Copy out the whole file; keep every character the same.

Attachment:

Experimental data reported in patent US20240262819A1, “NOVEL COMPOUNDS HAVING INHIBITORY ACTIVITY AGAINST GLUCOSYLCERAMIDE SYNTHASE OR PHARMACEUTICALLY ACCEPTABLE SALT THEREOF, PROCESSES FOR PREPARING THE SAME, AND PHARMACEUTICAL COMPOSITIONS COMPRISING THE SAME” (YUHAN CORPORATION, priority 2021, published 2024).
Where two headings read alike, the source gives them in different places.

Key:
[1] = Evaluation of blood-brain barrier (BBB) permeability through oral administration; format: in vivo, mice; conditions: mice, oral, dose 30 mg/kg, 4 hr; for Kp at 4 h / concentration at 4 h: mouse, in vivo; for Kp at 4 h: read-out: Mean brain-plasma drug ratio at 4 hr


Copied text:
Experimental data reported in patent US20240262819A1, “NOVEL COMPOUNDS HAVING INHIBITORY ACTIVITY AGAINST GLUCOSYLCERAMIDE SYNTHASE OR PHARMACEUTICALLY ACCEPTABLE SALT THEREOF, PROCESSES FOR PREPARING THE SAME, AND PHARMACEUTICAL COMPOSITIONS COMPRISING THE SAME” (YUHAN CORPORATION, priority 2021, published 2024).
Where two headings read alike, the source gives them in different places.

Key:
[1] = Evaluation of blood-brain barrier (BBB) permeability through oral administration; format: in vivo, mice; conditions: mice, oral, dose 30 mg/kg, 4 hr; for Kp at 4 h / concentration at 4 h: mouse, in vivo; for Kp at 4 h: read-out: Mean brain-plasma drug ratio at 4 hr